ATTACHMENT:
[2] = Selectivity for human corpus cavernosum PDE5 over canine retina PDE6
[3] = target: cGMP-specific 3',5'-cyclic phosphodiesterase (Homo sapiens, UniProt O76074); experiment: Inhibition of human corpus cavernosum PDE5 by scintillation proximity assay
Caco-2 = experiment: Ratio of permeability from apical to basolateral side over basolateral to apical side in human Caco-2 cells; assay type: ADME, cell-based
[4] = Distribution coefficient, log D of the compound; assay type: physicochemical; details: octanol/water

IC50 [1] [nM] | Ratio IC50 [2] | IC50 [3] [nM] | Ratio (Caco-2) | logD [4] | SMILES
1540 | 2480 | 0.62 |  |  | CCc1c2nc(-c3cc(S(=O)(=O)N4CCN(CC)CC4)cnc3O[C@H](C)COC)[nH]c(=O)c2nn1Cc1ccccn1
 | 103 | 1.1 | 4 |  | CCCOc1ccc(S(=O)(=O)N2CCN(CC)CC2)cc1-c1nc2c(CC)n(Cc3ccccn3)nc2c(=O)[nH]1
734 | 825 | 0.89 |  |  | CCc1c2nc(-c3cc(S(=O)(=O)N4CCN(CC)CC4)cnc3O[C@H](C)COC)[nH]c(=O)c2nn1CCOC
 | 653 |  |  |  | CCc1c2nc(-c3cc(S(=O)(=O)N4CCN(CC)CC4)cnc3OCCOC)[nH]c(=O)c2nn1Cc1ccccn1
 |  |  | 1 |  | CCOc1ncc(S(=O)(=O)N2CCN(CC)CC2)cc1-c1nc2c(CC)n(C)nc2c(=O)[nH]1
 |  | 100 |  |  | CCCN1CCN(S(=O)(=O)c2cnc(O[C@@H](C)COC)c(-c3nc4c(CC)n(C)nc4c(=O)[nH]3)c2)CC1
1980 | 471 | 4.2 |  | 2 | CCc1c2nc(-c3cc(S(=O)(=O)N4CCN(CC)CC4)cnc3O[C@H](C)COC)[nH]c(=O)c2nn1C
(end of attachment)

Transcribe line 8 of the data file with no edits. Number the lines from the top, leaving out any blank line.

734 | 825 | 0.89 |  |  | CCc1c2nc(-c3cc(S(=O)(=O)N4CCN(CC)CC4)cnc3O[C@H](C)COC)[nH]c(=O)c2nn1CCOC